TimesEV: What is automotive surface finishing technology and how is ESI automotive contributing to this technology?
Sharan Aiyappa: Automotive surface finishing can be broken into 3 distinct segments.
- Decorative to improve substrate aesthetics.
Today automotive manufacturers are specifying that chromium-plated parts are treated and plated in processes that are hexavalent chromium-free. At ESI Automotive we provide evolve chromium-free etching and TRILYTE trivalent chromium plating processes. Both are approved to meet automotive standards for exterior applications.
- Corrosion resistance to prolong component life.
Surface treatments help to increase component lifespan, improving the perception of quality and ultimate end-user experience. Specifying the correct protection helps to minimize warranty costs and mitigate the risk of field failure – ultimately, maintaining consistent and reliable performance.
The best example of this application is in fasteners. For over 20 years the automotive supply chain has benefited from our ZinKlad program. This helps engineers achieve the same coatings and consistent performance worldwide. ZinKlad helps automotive engineers to specify the right products in a post hexavalent chromium-free world. The steady evolution of the ZinKlad program has enabled many global OEMs to specify ever-higher performance standards.
- Functional to provide better surface properties.
Surface coatings are also used to improve the wear resistance of engine valves, fuel injector components, and gears. Additionally, our technology provides exceptional paint adhesion and resistance to galvanic corrosion for light metals such as aluminum and magnesium”.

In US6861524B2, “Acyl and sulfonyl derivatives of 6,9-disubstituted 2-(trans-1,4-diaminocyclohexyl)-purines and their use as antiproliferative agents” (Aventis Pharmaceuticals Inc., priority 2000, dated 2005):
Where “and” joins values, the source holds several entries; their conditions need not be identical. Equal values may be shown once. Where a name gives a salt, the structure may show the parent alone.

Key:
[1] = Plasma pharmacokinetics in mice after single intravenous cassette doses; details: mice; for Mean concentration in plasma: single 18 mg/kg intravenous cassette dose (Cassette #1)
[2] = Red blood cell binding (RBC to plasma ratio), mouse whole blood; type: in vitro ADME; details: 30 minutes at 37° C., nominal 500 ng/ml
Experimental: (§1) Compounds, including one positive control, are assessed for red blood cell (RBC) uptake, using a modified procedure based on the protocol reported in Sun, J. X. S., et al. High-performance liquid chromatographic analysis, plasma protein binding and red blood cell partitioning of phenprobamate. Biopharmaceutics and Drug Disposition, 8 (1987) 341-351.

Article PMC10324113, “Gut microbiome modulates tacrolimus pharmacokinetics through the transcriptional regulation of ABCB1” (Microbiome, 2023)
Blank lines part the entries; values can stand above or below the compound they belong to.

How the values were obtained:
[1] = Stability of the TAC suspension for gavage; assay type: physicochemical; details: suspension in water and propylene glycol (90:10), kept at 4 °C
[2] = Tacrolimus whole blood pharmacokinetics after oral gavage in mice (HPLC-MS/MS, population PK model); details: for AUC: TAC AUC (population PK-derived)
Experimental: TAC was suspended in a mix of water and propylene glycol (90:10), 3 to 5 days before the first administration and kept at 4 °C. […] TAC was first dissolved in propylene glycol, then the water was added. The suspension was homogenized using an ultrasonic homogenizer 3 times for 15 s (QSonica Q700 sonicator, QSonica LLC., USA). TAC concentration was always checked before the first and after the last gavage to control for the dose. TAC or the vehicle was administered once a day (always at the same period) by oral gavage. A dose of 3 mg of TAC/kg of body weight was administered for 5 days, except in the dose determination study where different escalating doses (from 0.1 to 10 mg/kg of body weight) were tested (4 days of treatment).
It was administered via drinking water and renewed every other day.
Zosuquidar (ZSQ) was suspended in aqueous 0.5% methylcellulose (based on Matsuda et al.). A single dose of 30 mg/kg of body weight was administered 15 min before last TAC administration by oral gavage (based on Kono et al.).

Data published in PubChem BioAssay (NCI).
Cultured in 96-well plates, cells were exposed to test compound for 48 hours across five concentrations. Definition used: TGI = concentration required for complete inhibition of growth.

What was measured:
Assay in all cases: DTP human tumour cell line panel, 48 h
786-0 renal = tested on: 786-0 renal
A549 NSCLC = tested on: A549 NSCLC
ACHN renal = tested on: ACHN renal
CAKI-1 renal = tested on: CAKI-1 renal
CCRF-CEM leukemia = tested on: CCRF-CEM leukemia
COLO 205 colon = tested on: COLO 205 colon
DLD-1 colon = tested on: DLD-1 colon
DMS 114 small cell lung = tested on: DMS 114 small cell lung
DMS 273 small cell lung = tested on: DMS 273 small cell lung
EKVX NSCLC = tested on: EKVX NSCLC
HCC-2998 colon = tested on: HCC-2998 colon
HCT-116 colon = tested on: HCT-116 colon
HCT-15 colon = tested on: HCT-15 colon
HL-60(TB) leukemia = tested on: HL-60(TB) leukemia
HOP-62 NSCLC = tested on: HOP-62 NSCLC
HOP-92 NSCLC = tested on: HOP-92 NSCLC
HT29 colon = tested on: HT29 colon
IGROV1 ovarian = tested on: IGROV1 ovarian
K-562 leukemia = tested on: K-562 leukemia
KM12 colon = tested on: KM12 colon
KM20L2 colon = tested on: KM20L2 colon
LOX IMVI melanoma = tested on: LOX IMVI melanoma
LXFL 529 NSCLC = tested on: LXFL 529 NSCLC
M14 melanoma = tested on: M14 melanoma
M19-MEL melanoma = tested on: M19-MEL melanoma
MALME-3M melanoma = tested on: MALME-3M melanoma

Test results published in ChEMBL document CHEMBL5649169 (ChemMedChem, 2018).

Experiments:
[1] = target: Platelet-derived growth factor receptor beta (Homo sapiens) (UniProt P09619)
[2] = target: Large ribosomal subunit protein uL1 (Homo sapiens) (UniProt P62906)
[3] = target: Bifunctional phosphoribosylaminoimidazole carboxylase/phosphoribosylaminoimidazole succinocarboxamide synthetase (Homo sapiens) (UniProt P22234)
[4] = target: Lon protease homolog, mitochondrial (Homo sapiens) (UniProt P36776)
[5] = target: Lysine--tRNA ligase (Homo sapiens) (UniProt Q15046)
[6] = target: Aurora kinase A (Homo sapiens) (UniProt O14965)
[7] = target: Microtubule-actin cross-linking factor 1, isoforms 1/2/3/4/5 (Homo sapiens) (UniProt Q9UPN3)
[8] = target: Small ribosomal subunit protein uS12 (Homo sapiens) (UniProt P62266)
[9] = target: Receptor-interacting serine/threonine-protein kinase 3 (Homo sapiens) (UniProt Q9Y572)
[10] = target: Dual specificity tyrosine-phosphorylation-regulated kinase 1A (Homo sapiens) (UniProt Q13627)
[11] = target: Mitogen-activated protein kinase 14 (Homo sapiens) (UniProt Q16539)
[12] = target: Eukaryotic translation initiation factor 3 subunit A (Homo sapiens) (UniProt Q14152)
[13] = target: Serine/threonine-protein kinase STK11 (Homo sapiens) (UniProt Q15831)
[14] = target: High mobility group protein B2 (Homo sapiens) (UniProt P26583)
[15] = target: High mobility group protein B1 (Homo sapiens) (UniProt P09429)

TimesEV: ESI Automotive has achieved success in various segments of automotive, with great success comes great challenges. Our readers would like to know about the challenges you face in the journey of ESI Automotive.
Sharan Aiyappa: We can summarize the challenges using CASE principals:
- Coaching automotive engineers in understanding the benefits of using advanced materials to replace traditional solder assembled joints. This helps answer ‘consumer range anxiety’; meaning concerns about running out of power while driving an electric car. Our improved materials used in power electronics and inverter technology are a solution to this.
- Electronic component performance in harsh weather conditions. Autonomous vehicles need circuity which withstands both harsh weather conditions and constant use. For example, there are similarities to the tiny smartphone PCBs to those in-vehicle cameras. The twist is that cameras for cars are in continuous use. Also, the level of reliability is much greater. Creating hardware using innovative advanced circuity and joining materials enhances reliability. Engineers are beginning to understand this now.